I'm a 47-year-old successful professional. My children are grown and I'm divorced. My boyfriend is addicted to opiates, but I've never taken them.
I've started smoking pot several times a day. I've used cocaine occasionally but feel I would do it whenever it was available. I was recently handed a pipe that contained crack. After only thinking about it a few seconds, I took a hit. Nothing major happened, but I think it's because the pipe was empty. I drink about once or twice a week but not always to excess. I feel that I may have some addiction issues, but I'm not sure what criteria have to be met to be considered an "addict."
Some of the most common symptoms of addiction are:
Tolerance - the need to use more of the substance to achieve the desired result.
Withdrawal - either a physical or psychological reaction to the cessation of use (such as nausea, sweating, shakiness, confusion, depression, irritability and anxiety).
Cravings - a regular and urgent desire to use the substance.
Loss of control - not being able to stop once you have started.
You should start by asking yourself how often you experience any of these. In addition to the symptoms concerning the substance use itself, there are more functional measures of addiction problems. These concern the effects your use has on your life, or the consequences. Consider the following questions:
How often do you find that you drink or use more than you intended?
How often do you do things whilst intoxicated that you regret later?
How often do others in your life complain to you about the amount you are drinking or using?
How often has your work suffered due to drug use?
How often do you drink or use because it's the only way to have a good time?
How often do you become defensive or secretive when anyone asks about your drinking or using?
How often do you block out disturbing thoughts about your life with drinking or using?
How often do you find yourself anticipating when you will drink or use again?
How often do you try to hide how much you've been drinking or using?
How often are you unable to refuse drugs or a drink when they are offered to you?
How often have you tried to cut down and failed?
If you recognized yourself in some of these situations don't worry - that need not mean you have an addiction. If ALL the situations applied to you then yes, you probably do have a problem.
There are always positive and negative consequences to alcohol or drugs use. You might ask yourself if the positive effects are worth the negative effects. If the negatives outweigh the positives but you continue to use, then you could have a problem. If, however, the negative effects are not so extreme, and the positive things are more apparent, then you sound like the archetypal "social"Ě user. Most people use drugs or alcohol in this way, even if occasionally they drink or use a bit too much. On the whole, their lives are not ruined by the effects.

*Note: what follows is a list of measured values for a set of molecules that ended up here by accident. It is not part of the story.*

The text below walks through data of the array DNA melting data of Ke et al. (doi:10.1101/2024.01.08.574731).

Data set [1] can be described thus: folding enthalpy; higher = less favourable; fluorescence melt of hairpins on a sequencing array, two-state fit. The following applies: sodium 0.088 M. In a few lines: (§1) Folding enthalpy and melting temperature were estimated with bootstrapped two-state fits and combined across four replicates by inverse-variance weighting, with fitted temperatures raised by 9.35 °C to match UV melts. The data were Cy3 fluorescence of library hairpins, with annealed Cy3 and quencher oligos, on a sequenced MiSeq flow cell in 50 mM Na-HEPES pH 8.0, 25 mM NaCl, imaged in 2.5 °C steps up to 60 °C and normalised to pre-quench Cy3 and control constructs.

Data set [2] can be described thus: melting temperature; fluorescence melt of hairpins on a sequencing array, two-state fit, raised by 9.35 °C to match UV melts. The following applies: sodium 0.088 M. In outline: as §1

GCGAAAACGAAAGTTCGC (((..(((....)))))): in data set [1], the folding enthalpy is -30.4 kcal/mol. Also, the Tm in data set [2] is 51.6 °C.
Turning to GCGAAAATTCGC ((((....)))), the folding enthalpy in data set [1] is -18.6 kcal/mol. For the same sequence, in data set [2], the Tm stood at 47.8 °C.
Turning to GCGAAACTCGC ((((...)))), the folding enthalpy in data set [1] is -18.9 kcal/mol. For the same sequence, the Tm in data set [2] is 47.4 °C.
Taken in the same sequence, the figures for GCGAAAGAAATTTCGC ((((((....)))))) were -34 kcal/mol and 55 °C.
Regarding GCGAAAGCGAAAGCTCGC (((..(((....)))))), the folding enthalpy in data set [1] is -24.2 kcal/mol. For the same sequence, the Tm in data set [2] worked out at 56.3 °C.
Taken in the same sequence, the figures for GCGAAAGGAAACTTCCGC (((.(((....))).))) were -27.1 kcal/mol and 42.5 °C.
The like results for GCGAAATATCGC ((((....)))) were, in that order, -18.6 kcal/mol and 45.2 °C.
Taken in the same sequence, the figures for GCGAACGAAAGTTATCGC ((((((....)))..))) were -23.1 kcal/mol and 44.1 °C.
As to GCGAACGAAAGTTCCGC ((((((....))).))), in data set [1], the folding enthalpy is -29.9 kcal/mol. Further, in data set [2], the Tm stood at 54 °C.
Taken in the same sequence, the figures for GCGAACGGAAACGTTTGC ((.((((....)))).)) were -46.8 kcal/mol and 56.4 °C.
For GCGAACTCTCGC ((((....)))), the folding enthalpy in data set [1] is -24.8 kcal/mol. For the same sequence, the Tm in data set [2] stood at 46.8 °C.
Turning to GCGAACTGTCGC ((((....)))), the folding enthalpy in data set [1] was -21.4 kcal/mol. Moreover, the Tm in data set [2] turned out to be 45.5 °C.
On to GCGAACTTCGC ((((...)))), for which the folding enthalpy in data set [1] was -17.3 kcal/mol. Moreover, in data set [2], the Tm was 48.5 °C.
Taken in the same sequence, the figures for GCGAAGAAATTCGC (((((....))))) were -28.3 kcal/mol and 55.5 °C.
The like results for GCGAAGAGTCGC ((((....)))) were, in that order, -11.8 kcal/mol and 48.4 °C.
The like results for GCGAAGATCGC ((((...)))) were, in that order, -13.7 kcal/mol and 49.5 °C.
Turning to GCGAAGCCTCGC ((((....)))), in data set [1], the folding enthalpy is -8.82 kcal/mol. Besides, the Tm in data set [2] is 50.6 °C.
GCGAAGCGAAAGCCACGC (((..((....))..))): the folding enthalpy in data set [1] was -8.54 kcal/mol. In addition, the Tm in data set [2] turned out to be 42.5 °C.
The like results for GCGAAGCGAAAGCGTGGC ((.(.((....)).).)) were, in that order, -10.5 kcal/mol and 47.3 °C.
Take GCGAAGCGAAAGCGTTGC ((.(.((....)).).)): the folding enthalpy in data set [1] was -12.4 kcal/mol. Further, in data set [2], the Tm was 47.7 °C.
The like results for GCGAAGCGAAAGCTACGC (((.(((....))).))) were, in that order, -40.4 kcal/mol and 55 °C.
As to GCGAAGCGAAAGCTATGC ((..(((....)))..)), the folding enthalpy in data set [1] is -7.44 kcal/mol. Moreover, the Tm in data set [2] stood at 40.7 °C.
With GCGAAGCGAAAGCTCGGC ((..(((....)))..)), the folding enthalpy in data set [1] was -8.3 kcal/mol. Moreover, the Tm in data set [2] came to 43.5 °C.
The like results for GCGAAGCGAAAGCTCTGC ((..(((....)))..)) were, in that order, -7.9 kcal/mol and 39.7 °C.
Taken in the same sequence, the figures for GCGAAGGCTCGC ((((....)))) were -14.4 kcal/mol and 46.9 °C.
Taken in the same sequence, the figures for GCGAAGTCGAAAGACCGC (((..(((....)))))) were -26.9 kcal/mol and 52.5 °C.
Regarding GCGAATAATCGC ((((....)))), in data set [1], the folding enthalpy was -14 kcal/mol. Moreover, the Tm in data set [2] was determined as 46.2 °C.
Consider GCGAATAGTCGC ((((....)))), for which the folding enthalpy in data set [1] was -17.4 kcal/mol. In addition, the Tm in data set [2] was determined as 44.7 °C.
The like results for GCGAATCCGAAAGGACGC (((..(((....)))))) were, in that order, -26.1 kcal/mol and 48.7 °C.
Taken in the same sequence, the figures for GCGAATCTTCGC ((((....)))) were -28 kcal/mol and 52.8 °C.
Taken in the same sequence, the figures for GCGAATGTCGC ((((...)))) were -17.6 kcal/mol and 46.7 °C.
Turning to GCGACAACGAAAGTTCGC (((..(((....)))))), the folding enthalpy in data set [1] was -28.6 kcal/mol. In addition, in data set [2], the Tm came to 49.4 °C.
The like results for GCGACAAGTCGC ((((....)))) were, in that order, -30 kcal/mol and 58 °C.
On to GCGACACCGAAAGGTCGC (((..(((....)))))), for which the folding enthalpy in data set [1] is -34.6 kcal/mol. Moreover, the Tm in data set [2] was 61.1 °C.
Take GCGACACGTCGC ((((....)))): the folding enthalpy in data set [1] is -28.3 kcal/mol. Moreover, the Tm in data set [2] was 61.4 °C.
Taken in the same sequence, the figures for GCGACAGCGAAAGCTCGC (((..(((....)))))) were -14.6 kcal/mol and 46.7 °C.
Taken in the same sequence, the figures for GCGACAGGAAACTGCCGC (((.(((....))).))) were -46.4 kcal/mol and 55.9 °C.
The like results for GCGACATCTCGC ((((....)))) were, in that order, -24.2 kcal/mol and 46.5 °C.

The fact that you are 47 suggests that if you haven't had serious problems with addiction so far, it is most unlikely that you will develop them now. It's not impossible though, so it's good to remain aware of your consumption.
Though in many respects you do not appear to be an addict, you could ask yourself what effect smoking pot several times a day is having. Cannabis has many unwanted side-effects, and is by no means as harmless as some would believe. A chronic lack of motivation, which can eventually lead to depression, is quite common amongst cannabis users, as is a general sense of social anxiety. Short-term memory is another well-documented effect. And last but not least of course, smoking is highly carcinogenic.
This question was answered by Tobin Hunt. Tobin is a qualified Psychologist (BSc Honors) and Counselor (RSA) with 7 years experience in addiction. Rather than follow a 12-step or AA type approach, he adopts one in which the person‚Äôs individuality is appreciated and his or her own resources are fully developed. He empowers his clients and helps them identify the precise content of their thought processes and beliefs.For more information visit: http://www.brighteyecounselling.co.uk